Chemistry - Secondary V Optional Program

Gases

Studying the behaviour of gases gives students the opportunity to acquire scientific and technical knowledge of phenomena and applications1 that involve the physical properties of gases.

Over the course of their secondary school education, students have explored increasingly complex phenomena, problems and applications. They have acquired knowledge related to The Material World, The Living World, The Earth and Space and The Technological World. By using the experimental method, modelling and carrying out analysis, they are able to describe, understand and explain the laws and models governing the behaviour of gases. Students learn to apply this new knowledge in a variety of contexts to explain phenomena or make predictions. In this way, they acquire a better understanding of the behaviour of gases in the world around us and of the related applications.

Student constructs knowledge with teacher guidance.

Student applies knowledge by the end of the school year.

 

Student reinvests knowledge.

Secondary
AST AST

SE
ST ST

EST
CHE
3 4 3 4 5
Secondary Cycle One
Mass
  • Defines the concept of mass
Volume
  • Defines the concept of volume
Temperature
  • Describes the effect of heat on the degree of agitation of particles
  • Defines temperature as a measurement of the degree of agitation of particles
States of matter
  • Names the different phase changes of matter
Characteristic properties
  • Associates a characteristic property of a substance or material with its use (e.g. metal is used to make pots because it is a good conductor of heat)
Physical Changes
  • Recognizes different physical changes
Molecule
  • Describes a molecule using Dalton's atomic model (combination of atoms linked by chemical bonds)
Secondary Cycle Two
Only those concepts specific to the Chemistry program are identified by a number.
Light blue shading indicates that the student acquired this knowledge in Secondary III or IV.
  1. Chemical properties of gases
    1. Reactivity
      1. Associates the use of certain gases in various applications with their chemical reactivity (e.g. argon in light bulbs, nitrogen in bags of chips, acetylene in welding torches)
       
Compressible and incompressible fluids
  • Distinguishes between compressible and incompressible fluids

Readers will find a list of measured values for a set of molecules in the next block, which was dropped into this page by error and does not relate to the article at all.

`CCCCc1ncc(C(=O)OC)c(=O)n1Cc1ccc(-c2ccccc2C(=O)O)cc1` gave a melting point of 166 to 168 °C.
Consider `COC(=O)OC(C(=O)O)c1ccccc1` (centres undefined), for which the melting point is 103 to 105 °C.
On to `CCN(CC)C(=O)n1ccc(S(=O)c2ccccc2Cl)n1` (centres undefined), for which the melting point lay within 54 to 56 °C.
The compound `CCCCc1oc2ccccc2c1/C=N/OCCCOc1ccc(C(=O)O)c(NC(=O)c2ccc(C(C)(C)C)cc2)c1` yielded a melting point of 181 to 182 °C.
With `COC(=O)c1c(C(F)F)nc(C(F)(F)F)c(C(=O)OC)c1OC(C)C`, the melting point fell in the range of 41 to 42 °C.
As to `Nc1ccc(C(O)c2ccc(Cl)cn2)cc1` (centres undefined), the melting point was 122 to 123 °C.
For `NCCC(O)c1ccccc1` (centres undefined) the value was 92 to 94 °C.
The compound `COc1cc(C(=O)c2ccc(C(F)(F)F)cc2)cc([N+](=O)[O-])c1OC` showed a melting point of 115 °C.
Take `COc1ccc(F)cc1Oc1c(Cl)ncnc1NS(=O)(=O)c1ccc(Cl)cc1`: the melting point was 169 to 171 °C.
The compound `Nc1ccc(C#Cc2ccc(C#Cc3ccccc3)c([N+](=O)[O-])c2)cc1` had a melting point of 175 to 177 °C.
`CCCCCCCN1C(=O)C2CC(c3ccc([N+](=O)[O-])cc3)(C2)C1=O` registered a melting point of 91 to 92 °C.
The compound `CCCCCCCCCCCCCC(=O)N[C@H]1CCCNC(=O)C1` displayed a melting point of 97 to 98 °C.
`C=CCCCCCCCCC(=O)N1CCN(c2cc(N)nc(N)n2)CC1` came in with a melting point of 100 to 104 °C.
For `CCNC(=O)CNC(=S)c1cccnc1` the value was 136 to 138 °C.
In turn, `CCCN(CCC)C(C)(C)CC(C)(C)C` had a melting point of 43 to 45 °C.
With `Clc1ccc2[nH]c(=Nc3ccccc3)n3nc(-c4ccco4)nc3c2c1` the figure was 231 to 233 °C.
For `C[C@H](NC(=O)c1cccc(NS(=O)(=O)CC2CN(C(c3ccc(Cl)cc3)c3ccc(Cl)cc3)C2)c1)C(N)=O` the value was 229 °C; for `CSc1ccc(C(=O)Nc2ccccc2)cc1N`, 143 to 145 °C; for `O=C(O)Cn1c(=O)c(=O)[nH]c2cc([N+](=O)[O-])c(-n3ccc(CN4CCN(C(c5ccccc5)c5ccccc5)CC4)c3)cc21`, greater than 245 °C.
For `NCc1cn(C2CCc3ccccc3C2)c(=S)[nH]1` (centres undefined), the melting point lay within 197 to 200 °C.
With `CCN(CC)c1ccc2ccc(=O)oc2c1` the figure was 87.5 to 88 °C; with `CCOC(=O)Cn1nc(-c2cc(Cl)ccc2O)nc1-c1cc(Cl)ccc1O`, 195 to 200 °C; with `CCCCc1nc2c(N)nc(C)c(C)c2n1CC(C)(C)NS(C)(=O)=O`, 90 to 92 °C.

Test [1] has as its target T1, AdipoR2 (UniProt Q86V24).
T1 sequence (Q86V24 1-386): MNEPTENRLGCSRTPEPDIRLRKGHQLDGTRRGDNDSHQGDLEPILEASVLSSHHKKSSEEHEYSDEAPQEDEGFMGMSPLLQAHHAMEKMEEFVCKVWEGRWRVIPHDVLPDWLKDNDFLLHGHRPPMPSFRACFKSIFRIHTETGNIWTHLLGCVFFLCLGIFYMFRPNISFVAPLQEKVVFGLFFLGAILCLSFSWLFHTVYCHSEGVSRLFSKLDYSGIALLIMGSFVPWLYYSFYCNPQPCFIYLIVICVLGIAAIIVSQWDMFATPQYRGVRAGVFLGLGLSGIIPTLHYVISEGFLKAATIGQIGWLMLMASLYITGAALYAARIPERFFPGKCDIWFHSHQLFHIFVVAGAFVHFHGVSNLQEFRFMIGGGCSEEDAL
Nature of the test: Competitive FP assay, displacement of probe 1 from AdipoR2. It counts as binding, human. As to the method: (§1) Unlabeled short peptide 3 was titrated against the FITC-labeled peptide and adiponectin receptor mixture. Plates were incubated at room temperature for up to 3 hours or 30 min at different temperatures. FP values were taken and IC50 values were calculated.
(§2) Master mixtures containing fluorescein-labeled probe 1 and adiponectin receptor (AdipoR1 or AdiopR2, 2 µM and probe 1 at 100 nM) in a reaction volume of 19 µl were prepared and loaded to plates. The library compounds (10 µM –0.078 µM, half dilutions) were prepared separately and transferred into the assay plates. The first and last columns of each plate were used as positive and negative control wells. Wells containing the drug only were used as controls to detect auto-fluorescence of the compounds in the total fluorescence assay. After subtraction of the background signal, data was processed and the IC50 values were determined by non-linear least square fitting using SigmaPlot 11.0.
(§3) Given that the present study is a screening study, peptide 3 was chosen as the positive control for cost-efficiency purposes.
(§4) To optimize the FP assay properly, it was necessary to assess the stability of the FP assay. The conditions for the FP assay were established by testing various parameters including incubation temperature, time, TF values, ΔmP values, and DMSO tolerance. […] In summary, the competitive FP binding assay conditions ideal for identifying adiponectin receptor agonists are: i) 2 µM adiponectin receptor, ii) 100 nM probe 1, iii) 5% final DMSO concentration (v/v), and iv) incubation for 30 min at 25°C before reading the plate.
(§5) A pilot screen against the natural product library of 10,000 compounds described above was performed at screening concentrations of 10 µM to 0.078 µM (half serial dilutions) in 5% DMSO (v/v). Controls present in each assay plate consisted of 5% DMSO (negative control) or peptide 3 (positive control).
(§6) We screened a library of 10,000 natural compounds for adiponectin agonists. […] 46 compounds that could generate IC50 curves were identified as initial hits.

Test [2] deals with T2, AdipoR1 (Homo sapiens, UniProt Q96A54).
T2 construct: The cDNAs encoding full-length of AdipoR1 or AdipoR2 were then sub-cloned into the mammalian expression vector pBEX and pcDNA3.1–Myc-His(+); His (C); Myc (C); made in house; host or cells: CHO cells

1. Physical properties of gases
    1. Kinetic theory
      1. Explains the macroscopic behaviour of a gas (e.g. compressibility, expansion, diffusion) using kinetic theory
       
Pressure
  • Defines pressure as the force exerted by particles when they collide with a constricting surface
     
  • Describes qualitatively the main factors that affect the pressure exerted by a fluid
     
Relationship between pressure and volume
  • Describes qualitatively the relationship between the pressure and volume of a gas
    (e.g. inhaling and exhaling, bicycle pump)
     
Avogadro’s number
  • Expresses a quantity of particles using Avogadro’s number
       
Concept of the mole
  • Defines the mole as the unit of measure of the amount of a substance
     
  • Expresses an amount of a substance in moles
     
    1. General gas law
      1. Determines the relationship between the pressure of a gas and its volume when the temperature and number of moles of gas are kept constant
       
      1. Determines the relationship between the pressure of a gas and its temperature when the number of moles of gas and the volume are kept constant
       
      1. Determines the relationship between the volume of a gas and its temperature when the pressure and the number of moles of gas are kept constant
       
      1. Determines the relationship between the pressure of a gas and the number of moles of that gas when the volume and temperature are kept constant
       
      1. Determines the relationship between the volume of a gas and the number of moles of that gas when the temperature and pressure are kept constant
       
      1. Applies the mathematical relationship between the pressure, volume, number of moles and temperature of a gas (p1V1/n1T1 = p2V2/n2T2)
       
    1. Ideal gas law
      1. Explains qualitatively the relationship between the factors affecting the behaviour of gases (pressure, volume, number of moles, temperature) in a given situation (e.g. a balloon exposed to cold, the operation of a bicycle pump)
       
      1. Applies the mathematical relationship between the pressure, volume and number of moles of a gas, the ideal gas constant and the temperature of a gas (pV = nRT)
       
    1. Dalton’s law
      1. Explains qualitatively the law of partial pressures
       
      1. Applies the mathematical relationship between the total pressure of a mixture of gases and the partial pressures of the component gases
        (ptotal = ppA + ppB + ppC + …)
       
    1. Avogadro’s hypothesis
      1. Uses Avogadro’s hypothesis to predict the number of molecules in equal volumes of gases subjected to the same temperature and pressure
       
    1. Molar volume of a gas
      1. Calculates the molar volume of a gas at standard temperature and pressure
       
      1. Calculates the molar volume of a gas at standard ambient temperature and pressure
       
      1. Determines the number of moles of a gas at a given temperature and pressure
       
1.  “Application” is understood to mean a technical object, a system, a product or a process.

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